TUSCALOOSA, Ala. — A year after becoming president of the University of Alabama, Judy Bonner has guided the institution through record-breaking growth, the death of Athletics Director Mal Moore, and the integration of traditionally white sororities.
Bonner, the university’s first female president, reflected on that year recently in a speech to the faculty and staff and outlined goals for the future.
Faculty Senate President Steve Miller said it has been a challenging first year, but in her short time, Bonner, 66, has had as much impact on the university as football coach Nick Saban.
“She is a great president,” Miller said.
Alabama’s board of trustees quickly selected Bonner a year ago after the abrupt departure of President Guy Bailey. She had a long history at Alabama, earning two degrees and holding a variety of administrative posts, including provost and executive vice president.
Her compensation for what she called “the best job on campus” includes an annual salary of $535,000, a $105,000 performance incentive and a $12,000 auto allowance.
Her first year included big events that touched on all aspects of campus life.
In March, the university’s longtime athletic director, Mal Moore, stepped down and then died 10 days later. He was replaced by Bill Battle, whose university ties go back to playing for legendary football coach Paul “Bear” Bryant.
She guided the university through the 50th anniversary remembrance of Gov. George C. Wallace’s failed effort to prevent integration of the university, and she used it to showcase changes in the university and the state.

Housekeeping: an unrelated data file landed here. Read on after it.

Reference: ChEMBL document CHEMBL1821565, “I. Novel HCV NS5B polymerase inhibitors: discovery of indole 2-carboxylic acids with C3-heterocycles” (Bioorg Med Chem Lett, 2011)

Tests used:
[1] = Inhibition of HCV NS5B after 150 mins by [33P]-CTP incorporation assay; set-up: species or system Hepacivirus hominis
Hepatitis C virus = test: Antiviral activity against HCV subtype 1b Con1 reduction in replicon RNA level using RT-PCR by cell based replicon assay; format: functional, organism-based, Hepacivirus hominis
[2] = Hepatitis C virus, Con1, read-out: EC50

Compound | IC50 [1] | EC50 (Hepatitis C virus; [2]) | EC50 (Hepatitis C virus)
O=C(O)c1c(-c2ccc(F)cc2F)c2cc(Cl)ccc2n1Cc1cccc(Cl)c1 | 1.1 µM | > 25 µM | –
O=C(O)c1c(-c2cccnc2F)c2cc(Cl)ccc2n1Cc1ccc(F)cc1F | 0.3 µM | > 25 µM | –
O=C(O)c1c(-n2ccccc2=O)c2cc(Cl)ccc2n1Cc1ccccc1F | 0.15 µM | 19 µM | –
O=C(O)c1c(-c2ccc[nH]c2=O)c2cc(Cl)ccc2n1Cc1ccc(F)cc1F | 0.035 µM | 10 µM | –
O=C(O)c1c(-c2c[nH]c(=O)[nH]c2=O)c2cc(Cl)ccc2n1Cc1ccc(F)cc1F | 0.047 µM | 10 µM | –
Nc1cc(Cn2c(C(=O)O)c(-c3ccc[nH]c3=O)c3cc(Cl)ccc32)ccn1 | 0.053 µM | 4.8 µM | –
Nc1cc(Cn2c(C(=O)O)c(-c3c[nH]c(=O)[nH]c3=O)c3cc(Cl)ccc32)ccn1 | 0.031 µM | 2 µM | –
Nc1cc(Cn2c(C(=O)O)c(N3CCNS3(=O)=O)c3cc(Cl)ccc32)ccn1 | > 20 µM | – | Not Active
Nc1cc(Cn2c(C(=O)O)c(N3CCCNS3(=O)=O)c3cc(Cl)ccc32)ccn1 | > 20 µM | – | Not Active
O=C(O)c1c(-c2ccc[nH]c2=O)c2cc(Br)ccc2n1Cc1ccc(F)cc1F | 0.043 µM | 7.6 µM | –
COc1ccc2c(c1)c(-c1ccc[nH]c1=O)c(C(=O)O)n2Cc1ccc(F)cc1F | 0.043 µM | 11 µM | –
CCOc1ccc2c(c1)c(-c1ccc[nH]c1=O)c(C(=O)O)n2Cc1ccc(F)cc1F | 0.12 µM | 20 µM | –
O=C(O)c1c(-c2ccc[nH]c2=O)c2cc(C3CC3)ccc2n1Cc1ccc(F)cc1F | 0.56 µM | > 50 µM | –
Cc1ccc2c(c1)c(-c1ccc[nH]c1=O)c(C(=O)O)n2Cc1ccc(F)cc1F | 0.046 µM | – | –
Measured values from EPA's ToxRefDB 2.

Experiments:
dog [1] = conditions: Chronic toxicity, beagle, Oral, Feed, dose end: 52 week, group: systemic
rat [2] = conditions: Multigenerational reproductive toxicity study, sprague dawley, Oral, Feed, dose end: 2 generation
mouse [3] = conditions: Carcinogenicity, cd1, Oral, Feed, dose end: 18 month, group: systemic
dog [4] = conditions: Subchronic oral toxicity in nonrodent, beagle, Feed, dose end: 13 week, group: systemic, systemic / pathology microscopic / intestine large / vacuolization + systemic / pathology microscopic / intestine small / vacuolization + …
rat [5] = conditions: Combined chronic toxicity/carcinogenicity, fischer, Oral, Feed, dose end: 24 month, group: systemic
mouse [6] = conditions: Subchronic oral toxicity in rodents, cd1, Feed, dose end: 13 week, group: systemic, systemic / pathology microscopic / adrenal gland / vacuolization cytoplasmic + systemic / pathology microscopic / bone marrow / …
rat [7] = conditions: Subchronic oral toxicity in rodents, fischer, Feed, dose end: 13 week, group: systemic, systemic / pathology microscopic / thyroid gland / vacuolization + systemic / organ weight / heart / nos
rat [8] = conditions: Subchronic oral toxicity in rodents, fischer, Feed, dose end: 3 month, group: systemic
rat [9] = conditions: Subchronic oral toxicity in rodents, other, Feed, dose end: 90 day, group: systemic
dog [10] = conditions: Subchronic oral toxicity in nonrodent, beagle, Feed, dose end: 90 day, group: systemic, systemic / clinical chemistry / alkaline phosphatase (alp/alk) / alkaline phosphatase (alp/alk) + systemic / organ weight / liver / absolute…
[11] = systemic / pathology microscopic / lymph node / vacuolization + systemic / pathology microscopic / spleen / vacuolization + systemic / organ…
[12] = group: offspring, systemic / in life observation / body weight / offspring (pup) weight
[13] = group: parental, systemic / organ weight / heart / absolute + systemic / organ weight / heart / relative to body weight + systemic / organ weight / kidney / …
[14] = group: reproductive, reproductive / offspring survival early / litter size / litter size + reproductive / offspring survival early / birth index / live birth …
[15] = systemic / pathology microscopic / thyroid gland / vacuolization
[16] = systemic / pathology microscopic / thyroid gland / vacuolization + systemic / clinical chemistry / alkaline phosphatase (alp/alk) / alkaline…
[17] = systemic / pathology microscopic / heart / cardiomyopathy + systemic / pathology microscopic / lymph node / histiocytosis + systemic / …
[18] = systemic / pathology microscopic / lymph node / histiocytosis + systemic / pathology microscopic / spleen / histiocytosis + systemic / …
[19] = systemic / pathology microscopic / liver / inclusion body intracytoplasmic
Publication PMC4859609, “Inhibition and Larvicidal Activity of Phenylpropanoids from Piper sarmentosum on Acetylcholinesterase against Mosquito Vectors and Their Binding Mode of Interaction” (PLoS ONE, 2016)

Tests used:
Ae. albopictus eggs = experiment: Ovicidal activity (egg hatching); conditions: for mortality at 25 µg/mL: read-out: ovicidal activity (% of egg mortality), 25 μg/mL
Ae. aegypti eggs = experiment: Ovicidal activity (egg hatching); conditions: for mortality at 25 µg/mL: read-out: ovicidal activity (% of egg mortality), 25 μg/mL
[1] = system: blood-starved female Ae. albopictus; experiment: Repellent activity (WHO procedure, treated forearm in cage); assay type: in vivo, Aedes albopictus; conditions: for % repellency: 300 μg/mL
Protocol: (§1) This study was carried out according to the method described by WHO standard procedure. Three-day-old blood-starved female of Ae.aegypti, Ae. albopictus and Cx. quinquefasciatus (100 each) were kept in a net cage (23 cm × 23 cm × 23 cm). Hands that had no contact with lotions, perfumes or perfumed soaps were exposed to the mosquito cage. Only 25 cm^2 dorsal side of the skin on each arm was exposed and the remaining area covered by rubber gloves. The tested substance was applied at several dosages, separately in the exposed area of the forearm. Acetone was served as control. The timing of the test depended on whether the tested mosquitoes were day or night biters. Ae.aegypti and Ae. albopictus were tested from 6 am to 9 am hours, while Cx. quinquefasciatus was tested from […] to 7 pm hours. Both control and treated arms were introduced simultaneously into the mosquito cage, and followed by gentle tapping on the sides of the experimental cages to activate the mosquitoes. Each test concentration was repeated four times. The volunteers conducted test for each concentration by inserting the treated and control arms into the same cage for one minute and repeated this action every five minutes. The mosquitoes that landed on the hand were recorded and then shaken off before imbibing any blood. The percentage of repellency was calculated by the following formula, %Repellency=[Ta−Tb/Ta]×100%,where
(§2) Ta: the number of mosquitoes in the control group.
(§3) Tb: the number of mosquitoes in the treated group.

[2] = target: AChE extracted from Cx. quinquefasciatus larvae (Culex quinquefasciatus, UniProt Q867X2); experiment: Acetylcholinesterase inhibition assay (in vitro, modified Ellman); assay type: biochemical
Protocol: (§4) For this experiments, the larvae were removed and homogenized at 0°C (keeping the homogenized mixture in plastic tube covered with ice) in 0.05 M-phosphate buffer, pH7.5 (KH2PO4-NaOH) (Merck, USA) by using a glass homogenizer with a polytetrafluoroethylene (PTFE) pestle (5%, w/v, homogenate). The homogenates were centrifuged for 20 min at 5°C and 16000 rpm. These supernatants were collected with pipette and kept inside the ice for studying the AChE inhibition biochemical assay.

In August, she presided over record growth, with 34,852 students enrolling for the fall semester, a 3.7 percent increase from the prior year for the biggest student body of any university campus in the state.
Her biggest challenge came in September when the campus newspaper, The Crimson White, exposed discrimination by some traditionally white sororities and how the step-granddaughter of an African-American trustee got passed over for membership.
Bonner quietly met with sorority members and their alumni and extended the period for joining sororities. On Oct. 15, she announced that 14 African-American women had joined traditionally white sororities. Now that number is up to 20.
Looking ahead, Bonner wants to see the graduate school enrollment grow like the undergraduate enrollment has done.
“We will focus more sharply on a culture of success.”
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